November 14

First X-ray laser
First X-ray laser

Project Excalibur was an American Cold War–era research program to develop nuclear-device-powered, space-based X-ray lasers as a ballistic missile defense. X-ray lasers were conceived in the 1970s by George Chapline Jr. (pictured with George Maenchen) and further developed by Peter L. Hagelstein, both working at Lawrence Livermore National Laboratory under Edward Teller. After a promising test, Teller discussed the proposal in 1981 with US president Ronald Reagan, who in 1983 incorporated it in his Strategic Defense Initiative. Further underground nuclear tests suggested progress was being made. Reagan refused to abandon the technology at the 1986 Reykjavík Summit arms-control talks, even after a critical test demonstrated it was not working as expected. Researchers at Livermore and Los Alamos began to raise concerns about test results, and the infighting became public. In 1988 the program budget was cut dramatically, after additional problems were revealed. (Full article...)


November 15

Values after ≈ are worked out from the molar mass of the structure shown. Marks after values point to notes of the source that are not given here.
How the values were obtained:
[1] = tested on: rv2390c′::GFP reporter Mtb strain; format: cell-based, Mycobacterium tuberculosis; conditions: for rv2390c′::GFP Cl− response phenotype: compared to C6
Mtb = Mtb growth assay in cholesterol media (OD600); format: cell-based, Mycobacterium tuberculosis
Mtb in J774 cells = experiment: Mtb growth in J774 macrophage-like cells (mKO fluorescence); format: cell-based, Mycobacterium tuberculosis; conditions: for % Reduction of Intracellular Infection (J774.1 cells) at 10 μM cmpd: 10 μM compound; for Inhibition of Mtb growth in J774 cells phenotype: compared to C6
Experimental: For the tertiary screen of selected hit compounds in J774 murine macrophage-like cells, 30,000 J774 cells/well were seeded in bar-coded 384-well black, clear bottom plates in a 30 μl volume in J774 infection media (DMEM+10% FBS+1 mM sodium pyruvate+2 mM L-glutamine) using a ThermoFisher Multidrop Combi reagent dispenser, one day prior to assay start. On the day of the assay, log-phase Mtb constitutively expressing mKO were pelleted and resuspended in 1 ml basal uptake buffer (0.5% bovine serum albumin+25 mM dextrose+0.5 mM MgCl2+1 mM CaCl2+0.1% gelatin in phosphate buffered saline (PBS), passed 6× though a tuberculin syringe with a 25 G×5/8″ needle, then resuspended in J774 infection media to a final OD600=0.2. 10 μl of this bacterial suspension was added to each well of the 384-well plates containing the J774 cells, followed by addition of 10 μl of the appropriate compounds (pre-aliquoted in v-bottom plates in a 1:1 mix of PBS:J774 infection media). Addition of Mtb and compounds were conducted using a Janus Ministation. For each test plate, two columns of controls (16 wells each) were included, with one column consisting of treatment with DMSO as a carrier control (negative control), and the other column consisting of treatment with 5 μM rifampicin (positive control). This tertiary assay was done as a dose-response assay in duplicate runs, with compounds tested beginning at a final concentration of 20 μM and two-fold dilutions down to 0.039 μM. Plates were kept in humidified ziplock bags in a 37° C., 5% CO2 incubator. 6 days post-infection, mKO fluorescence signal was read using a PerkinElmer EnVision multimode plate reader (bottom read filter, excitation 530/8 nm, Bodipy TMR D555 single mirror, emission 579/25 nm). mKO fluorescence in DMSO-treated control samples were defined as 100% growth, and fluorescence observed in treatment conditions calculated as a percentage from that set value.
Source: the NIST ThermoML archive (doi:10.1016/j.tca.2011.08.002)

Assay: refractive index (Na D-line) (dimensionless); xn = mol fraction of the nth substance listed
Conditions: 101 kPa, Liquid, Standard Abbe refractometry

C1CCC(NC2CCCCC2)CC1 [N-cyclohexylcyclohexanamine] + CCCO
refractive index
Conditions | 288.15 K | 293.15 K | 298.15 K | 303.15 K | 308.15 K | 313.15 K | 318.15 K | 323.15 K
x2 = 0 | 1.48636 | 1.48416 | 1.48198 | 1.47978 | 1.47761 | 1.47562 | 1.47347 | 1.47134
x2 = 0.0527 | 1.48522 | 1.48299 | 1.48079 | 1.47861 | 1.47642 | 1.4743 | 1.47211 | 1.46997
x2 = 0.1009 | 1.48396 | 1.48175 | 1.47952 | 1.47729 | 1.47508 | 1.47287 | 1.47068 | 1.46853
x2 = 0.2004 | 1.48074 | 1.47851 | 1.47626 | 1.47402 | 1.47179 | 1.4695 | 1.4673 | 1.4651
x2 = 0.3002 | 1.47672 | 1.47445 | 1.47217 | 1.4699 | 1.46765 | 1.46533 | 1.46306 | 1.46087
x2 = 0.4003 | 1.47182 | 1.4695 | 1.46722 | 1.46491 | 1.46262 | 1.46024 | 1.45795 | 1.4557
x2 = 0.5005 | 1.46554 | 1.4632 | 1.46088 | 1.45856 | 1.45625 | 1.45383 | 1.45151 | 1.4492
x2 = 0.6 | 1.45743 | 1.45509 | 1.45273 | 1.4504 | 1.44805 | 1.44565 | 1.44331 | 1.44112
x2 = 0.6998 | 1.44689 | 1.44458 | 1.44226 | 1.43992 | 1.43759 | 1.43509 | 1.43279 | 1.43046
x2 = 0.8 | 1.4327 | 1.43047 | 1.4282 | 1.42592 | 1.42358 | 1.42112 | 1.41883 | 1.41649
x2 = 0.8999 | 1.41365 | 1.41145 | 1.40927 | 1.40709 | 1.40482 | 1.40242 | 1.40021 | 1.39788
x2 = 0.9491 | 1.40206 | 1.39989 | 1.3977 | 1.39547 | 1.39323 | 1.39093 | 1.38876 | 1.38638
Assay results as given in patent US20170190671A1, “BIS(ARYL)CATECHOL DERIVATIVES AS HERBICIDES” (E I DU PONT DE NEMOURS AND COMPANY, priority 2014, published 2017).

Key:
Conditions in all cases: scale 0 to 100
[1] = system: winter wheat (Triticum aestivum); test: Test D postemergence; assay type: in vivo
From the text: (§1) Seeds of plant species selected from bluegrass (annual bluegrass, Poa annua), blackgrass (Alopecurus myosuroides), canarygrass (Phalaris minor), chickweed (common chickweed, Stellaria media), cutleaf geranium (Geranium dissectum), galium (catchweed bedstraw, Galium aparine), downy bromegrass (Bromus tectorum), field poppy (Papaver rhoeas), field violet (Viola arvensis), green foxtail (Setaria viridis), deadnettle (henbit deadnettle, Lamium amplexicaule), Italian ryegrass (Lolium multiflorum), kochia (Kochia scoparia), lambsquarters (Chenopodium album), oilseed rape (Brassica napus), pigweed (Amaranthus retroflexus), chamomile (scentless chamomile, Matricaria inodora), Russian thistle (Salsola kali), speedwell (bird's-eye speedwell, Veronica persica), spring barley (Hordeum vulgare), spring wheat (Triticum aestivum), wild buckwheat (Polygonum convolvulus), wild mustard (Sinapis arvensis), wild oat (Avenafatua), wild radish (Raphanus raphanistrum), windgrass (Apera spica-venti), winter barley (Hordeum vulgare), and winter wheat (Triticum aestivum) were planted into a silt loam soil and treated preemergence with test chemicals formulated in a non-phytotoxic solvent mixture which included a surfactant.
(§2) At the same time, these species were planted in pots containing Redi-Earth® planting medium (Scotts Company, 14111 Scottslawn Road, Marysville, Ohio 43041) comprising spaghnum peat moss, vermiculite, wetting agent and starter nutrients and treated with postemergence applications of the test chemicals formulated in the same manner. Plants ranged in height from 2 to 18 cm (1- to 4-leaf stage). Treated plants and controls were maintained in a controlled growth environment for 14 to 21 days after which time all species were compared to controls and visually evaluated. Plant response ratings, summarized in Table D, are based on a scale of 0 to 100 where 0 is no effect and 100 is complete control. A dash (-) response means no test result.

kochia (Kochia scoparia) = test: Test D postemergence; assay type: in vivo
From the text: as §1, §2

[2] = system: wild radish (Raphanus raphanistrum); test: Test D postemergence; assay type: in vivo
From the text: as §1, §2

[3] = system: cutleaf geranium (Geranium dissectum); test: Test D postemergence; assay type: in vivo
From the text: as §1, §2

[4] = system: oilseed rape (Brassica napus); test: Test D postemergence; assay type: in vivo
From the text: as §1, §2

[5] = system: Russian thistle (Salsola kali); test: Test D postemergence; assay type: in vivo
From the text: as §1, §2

Ronnie O'Sullivan
Ronnie O'Sullivan

The 2019 Tour Championship was a professional snooker ranking tournament, held from 19 to 24 March 2019 in Llandudno, Wales. Organised by the World Professional Billiards and Snooker Association, it was the 18th ranking event of the 2018–19 season. The top eight players based on the single-year ranking list took part in a single elimination tournament. Each match was played over a minimum of two sessions, the final as a best-of-25-frames match over two days. In a repeat of the Players Championship final two weeks prior, Ronnie O'Sullivan (pictured) met Neil Robertson in the final. O'Sullivan won the match 13–11 to claim his 36th ranking title, equalling Stephen Hendry's record of ranking event wins. This was O'Sullivan's third ranking title win of the season. On winning the tournament, O'Sullivan returned to the world number one position for the first time since May 2010, and became the oldest world number one since Ray Reardon in 1983. (Full article...)